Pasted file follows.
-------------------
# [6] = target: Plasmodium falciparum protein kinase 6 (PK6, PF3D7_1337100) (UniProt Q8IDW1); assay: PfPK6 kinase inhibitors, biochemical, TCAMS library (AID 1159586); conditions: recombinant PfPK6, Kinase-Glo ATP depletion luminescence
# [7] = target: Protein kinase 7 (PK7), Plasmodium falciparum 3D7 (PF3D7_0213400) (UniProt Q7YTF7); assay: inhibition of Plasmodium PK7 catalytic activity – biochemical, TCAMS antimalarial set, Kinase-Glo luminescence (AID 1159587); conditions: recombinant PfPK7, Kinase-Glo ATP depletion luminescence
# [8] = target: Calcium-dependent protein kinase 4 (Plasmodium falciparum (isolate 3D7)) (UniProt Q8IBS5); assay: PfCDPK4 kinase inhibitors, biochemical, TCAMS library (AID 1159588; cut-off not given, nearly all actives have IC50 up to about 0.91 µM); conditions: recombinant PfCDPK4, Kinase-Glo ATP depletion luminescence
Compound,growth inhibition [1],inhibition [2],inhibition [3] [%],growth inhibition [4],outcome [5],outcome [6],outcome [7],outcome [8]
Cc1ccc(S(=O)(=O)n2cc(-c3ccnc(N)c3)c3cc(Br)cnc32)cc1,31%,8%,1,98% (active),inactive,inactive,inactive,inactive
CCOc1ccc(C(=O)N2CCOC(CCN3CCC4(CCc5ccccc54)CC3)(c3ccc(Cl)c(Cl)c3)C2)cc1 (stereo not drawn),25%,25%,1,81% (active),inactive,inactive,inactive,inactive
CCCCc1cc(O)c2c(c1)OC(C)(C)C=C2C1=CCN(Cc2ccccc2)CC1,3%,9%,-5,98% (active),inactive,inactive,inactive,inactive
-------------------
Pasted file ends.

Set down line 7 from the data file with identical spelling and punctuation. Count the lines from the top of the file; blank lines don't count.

CCCCc1cc(O)c2c(c1)OC(C)(C)C=C2C1=CCN(Cc2ccccc2)CC1,3%,9%,-5,98% (active),inactive,inactive,inactive,inactive